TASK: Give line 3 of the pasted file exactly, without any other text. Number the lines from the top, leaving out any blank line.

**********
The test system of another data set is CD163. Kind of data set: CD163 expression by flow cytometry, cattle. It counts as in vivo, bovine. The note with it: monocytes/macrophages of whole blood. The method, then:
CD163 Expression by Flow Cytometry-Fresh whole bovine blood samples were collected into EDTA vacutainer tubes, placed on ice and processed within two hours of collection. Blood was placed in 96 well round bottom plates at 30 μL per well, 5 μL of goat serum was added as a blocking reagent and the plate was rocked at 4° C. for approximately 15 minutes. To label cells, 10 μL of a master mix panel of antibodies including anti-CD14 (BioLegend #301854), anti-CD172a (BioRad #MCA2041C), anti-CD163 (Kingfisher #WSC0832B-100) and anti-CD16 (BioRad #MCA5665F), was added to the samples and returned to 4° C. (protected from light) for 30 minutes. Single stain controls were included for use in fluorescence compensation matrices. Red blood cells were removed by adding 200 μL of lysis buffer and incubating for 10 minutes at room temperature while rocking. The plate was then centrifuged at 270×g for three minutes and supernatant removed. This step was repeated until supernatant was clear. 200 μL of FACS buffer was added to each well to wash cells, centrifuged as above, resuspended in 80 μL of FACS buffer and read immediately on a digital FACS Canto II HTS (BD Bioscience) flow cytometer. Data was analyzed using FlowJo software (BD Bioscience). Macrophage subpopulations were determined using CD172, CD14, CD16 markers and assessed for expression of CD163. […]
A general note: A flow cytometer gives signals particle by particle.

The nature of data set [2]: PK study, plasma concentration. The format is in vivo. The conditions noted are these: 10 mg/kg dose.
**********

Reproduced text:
A general note: A flow cytometer gives signals particle by particle.